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Ernst Vogler is twenty-six years old in 1938 when he is sent to Rome by his employer—the Third Reich's Sonderprojekte, which is collecting the great art of Europe and bringing it to Germany for the Führer. Vogler is to collect a famous Classical Roman marble statue, The Discus Thrower, and get it to the German border, where it will be turned over to Gestapo custody. It is a simple, three-day job.
Things start to go wrong almost immediately. The Italian twin brothers who have been hired to escort Vogler to the border seem to have priorities besides the task at hand—wild romances, perhaps even criminal jobs on the side—and Vogler quickly loses control of the assignment. The twins set off on a dangerous detour and Vogler realizes he will be lucky to escape this venture with his life, let alone his job. With nothing left to lose, the young German gives himself up to the Italian adventure, to the surprising love and inevitable losses along the way.
The Detour is a bittersweet novel about artistic obsession, misplaced idealism, detours, and second chances, set along the beautiful back-roads of northern Italy on the eve of war.
About the Author
Andromeda Romano-Lax is the author of numerous works of nonfiction, as well as the novels The Spanish Bow, a New York Times Editors’ Choice that has been translated into 11 languages; The Detour; Behave, an IndieNext pick; and Plum Rains, which won a Sunburst Award. She teaches creative writing and is a co-founder of 49 Writers, an Alaska statewide literary organization. She lives on Vancouver Island.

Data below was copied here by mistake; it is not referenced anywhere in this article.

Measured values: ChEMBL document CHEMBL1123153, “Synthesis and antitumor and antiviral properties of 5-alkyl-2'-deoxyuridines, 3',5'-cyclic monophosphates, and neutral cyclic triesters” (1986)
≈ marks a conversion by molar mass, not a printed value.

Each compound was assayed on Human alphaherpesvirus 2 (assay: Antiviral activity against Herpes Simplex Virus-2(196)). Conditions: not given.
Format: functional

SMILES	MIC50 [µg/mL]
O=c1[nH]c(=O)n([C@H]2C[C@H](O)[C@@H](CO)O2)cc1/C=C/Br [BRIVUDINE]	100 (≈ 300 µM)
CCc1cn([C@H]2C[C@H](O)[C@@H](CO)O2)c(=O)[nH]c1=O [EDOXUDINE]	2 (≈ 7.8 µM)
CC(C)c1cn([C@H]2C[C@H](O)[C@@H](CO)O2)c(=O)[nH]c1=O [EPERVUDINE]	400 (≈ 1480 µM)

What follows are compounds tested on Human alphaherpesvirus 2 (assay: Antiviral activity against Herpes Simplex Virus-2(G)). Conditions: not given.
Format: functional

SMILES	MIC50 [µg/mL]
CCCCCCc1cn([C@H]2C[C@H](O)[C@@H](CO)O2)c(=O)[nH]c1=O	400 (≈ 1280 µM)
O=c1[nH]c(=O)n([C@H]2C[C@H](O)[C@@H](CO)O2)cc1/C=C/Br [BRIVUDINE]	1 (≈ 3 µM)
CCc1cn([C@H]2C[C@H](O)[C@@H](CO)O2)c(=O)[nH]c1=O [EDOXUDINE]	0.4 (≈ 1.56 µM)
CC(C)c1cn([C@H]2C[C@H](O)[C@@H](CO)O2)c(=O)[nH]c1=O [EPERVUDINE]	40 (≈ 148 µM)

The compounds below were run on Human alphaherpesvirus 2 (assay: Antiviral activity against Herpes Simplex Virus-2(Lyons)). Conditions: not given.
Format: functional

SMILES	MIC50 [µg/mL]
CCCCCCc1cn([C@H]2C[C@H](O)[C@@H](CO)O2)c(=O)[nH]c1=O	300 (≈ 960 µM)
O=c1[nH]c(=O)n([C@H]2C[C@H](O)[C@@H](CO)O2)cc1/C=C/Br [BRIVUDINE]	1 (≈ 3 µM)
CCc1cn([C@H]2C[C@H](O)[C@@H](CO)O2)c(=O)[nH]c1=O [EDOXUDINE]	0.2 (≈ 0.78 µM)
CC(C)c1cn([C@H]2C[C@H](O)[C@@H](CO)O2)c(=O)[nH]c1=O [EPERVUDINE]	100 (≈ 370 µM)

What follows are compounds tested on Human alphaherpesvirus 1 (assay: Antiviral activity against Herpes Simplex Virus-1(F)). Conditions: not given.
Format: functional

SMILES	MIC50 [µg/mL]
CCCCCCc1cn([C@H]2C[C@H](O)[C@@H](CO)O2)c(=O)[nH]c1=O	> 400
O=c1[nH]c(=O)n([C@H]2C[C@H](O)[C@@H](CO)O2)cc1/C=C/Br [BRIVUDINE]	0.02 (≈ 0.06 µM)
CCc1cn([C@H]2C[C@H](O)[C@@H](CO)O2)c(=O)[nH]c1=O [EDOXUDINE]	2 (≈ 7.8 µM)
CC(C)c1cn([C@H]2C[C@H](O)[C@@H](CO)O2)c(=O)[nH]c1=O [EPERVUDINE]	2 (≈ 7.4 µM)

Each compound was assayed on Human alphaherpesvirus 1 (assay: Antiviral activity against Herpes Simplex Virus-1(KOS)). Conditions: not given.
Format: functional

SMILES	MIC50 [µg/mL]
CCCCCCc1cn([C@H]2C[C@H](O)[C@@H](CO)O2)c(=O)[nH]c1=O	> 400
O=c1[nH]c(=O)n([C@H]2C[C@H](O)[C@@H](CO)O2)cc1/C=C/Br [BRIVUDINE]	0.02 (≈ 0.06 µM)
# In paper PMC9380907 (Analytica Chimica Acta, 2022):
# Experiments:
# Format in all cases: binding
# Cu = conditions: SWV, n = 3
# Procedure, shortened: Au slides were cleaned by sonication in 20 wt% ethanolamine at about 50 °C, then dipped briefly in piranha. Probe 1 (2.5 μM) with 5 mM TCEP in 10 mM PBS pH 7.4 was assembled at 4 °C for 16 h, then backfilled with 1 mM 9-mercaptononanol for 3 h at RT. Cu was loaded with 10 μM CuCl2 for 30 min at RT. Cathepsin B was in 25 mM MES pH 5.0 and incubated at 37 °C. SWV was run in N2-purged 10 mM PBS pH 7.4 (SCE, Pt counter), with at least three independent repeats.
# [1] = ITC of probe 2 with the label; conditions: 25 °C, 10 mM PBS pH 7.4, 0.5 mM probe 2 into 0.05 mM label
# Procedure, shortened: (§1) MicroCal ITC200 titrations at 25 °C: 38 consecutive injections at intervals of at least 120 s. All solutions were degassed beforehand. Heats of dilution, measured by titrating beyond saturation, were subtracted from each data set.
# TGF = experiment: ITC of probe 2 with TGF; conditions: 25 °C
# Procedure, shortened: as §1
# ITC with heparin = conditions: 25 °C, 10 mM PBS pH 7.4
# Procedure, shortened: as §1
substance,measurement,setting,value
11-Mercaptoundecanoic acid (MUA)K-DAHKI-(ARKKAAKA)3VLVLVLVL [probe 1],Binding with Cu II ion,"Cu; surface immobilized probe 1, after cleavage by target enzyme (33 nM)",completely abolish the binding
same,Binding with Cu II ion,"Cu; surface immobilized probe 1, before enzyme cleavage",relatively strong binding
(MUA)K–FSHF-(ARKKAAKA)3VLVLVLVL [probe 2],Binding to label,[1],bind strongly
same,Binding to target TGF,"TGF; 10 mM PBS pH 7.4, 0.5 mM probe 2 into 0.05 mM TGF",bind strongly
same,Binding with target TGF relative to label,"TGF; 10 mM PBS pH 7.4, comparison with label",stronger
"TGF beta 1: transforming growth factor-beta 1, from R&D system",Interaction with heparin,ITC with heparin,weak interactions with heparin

Praise for The Detour
“The ethical issues of the book are thought provoking, contrasting the artistic perfection of classical sculpture with basic human values. Ultimately, the sculpture itself provides the answer. Just as the discus thrower leans to balance the weight of the outstretched arm and the heavy disc, Ernst must learn to balance his love for classical art with personal morality; to reach for love, even while acknowledging it is more than any of us deserve.” —Foreword
“Epic in scale . . . Full of richly detailed tableaux of Catalonian peasant life, bohemian Barcelona, the chaos of the Second Republic, and the rise of Francoist fascism . . . Excels as a portrait of a country at a painful moment.” —Times Literary Supplement
“A gem, combining a fascinating storyline about art acquisition in Hitler's Germany, an entrancing setting darkened by impending war, rich symbolism and engaging characters . . . Well researched and executed. Romano-Lax, author of The Spanish Bow, possesses a gift for narrative texture that can incorporate and seamlessly join a moving story with character growth and an insightful, tangible realism.” —San Antonio Express News
“Romano-Lax is singularly gifted: she creates full-fledged, engaging characters and writes compelling narrative. Some of her descriptive passages take your breath away. The author’s The Spanish Bow was a hit. This novel will make a splash, too, for the same reasons.” —Library Journal
“A gently haunting work of subtle and surprising wisdom.” —Booklist
“Elegant, haunting, compelling.” —Courier Mail
“With great care and skill, Romano-Lax teases out the human complexities, exploring the differing values, desires and fears of the various characters while creating, through Vogler’s cautious and evasive voice, an atmosphere of chilling menace and threat.” —Sydney Morning Herald
"Swept up in the intrigue and humor, adventure and tragedy of The Detour, a reader might overlook the deep understanding of history and art imparted by author Andromeda Romano-Lax. Set in 1938 Europe during the rise of Nazi Germany, the novel does what only literature can do, allowing us to experience moral complexity and struggle through a single beating heart. As Ernst Vogler travels across Italy to bring a famous marble sculpture home to Hitler, you will ride along with him through small villages and fields of sunflowers, through violence and love, through history in the making. And when you arrive at the end, you—like Ernst—will have been changed by the journey." —Eowyn Ivey, author of The Snow Childand The Art of Hearing Heartbeats